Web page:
Back in the Saddle Again: Some U.S Producers Stomp on the Gas

The past production profiles of the ten companies in RBN’s Gas-Weighted E&P peer group are dramatically different from the Oil-Weighted and Diversified U.S. E&Ps, boosting production by over 18% from 2014 to 2015, while the output of the other two peer groups was virtually flat. The group as a whole finally put on the brakes in early 2016 because of mounting debt and persistent low gas prices, cutting capital investment by 49% to dampen production growth to 4%. However, a small group of producers with solid balance sheets and strong hedging protection continue to target double-digit output growth. And with gas prices over $3.00/MMbtu, more growth is on the way.  In today’s blog we discuss 2016 capital spending and production for our representative group of E&Ps whose operations are primarily focused on natural gas.

Here in the RBN blogosphere we have been reviewing U.S. upstream capital spending and production trends for the past couple of years. Back in August, we analyzed the second quarter 2016 capital spending and production guidance for 46 of the top U.S. E&Ps that we segregated into three peer groups––Oil-Weighted E&Ps, Diversified E&Ps, and Gas-Weighted E&Ps.  That analysis was contained in the blog titled Been Down So Long - U.S. E&P Upstream Capex Bottoms, Signs of Growth Emerge and we showed that total capital spending in 2016 was expected to be about 50% lower than in 2015 after a 40% reduction in 2014. Based on the company’s financials and investor presentations we calculated an expected 4% decline in production for 2016, we also pointed out that second quarter 2016 production guidance was stronger than original 2016 estimates because of an increase in oil prices from the lows in early 2016. Next, we took a deep dive into the Oil-Weighted E&Ps in a blog titled You Go Your Way, I'll Go Mine - Oil-Weighted E&Ps Put the Brakes on Capex Cuts, But Location Matters. In that analysis, we noted that while capital spending was expected to be down 51% in 2016, there was a new feeling of optimism driven by the reduction in drilling and completion costs and lease operating expenses, which contributed to the 20% increase in the U.S. rig count in late May 2016. Then we took an in depth look at the Diversified E&Ps in a blog titled  Different Strokes by Different Folks:  Unconventional Investment Rises, Conventional Falls among Diversified U.S. E&Ps. In that analysis, we saw that this peer group has reduced capital investment by 70% since 2014, or almost $40 billion. And the cumulative effect of these spending cuts is an estimated 5% decline in production or nearly 100 MMboe in 2016.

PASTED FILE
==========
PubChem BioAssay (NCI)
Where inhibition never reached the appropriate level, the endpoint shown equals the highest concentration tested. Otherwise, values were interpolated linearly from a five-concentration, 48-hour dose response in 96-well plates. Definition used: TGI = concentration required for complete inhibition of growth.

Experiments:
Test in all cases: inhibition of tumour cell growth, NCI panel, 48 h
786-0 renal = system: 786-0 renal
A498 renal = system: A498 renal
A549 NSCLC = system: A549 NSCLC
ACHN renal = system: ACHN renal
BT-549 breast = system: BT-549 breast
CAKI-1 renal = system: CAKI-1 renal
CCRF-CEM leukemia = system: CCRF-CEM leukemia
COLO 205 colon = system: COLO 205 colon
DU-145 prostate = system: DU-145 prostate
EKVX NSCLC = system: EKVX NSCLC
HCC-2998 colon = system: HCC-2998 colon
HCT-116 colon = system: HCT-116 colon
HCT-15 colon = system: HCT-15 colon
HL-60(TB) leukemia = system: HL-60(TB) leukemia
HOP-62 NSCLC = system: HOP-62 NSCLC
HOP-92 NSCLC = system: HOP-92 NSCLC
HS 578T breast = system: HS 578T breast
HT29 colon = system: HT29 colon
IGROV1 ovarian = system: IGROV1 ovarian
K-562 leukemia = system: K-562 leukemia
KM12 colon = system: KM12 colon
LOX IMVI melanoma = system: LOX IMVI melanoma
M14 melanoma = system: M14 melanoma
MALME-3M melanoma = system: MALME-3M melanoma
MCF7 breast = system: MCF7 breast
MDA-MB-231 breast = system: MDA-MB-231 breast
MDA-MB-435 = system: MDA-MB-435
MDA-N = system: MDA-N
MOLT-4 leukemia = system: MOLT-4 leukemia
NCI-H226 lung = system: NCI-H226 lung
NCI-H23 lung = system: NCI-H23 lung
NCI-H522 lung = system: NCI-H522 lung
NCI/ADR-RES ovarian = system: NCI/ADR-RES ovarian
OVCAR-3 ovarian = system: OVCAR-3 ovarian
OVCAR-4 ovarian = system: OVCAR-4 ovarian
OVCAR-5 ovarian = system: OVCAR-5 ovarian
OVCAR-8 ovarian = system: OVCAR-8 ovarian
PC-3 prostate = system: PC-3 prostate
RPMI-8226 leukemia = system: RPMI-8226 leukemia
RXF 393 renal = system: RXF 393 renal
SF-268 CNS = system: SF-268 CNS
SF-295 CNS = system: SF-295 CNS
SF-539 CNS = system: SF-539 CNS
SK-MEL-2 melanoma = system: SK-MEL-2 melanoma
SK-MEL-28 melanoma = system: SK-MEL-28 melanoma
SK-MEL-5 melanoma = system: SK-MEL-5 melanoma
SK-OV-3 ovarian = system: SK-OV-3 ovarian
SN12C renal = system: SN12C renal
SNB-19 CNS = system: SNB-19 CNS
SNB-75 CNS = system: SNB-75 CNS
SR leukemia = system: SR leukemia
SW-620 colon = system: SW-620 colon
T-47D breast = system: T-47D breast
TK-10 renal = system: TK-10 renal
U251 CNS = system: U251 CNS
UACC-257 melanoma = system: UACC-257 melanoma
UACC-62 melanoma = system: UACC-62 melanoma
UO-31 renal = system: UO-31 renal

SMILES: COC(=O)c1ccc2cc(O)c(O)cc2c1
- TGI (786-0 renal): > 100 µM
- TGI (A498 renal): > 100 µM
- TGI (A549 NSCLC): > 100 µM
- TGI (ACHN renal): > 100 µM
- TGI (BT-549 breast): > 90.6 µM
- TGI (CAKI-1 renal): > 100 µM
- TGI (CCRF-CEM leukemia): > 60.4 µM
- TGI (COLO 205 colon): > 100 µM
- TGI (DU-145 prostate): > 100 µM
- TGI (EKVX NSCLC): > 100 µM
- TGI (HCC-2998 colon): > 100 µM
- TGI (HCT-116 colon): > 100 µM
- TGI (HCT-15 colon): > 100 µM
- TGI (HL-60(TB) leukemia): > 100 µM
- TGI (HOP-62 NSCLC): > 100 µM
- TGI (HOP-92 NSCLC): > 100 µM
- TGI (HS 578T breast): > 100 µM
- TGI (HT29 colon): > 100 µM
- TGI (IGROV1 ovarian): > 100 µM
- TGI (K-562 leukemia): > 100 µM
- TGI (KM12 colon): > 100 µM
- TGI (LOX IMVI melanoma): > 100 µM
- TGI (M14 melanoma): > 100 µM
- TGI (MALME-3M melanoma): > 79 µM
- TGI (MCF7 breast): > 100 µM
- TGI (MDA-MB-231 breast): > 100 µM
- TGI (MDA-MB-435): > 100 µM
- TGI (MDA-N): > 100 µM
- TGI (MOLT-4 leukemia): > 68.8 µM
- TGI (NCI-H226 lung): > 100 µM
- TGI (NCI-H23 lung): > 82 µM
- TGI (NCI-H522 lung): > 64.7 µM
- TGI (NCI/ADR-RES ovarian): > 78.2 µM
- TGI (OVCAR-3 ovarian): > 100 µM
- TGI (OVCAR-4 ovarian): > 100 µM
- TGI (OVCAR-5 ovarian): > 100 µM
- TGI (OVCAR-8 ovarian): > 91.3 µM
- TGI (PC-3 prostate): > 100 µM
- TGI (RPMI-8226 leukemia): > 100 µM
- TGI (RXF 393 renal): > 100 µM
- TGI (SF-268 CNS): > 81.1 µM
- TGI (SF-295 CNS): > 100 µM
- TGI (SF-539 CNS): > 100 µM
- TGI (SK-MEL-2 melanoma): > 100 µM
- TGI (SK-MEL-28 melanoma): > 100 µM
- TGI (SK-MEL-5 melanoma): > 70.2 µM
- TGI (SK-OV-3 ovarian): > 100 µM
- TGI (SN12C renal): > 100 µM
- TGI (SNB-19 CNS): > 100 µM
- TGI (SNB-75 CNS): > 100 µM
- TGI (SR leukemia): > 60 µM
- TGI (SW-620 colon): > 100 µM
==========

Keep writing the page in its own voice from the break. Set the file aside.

Today we are taking a deep dive into the ten companies that comprise our third peer group, Gas-Weighted E&Ps, eight of which are primarily Appalachian producers. Figure 1 shows that the Gas-Weighted E&Ps are planning to slash spending by 49% in 2016 (red oval); after a 28% decline in 2015; they have reduced capex by 64% since 2014. These spending cuts, however, have not diminished the group’s production outlook. The production response lagged, as output increased by nearly 18% to 5.5 Tcfe in 2015. Overall, that forecast fell to just a 3.1% production increase in the second quarter 2016, and is about 2% lower than original 2016 production guidance.  However, four producers, Rice Energy, EQT, Antero Resources, and CONSOL Energy, are forecasting double-digit production growth (green ovals), while the remaining six expect an average 5% reduction in output.

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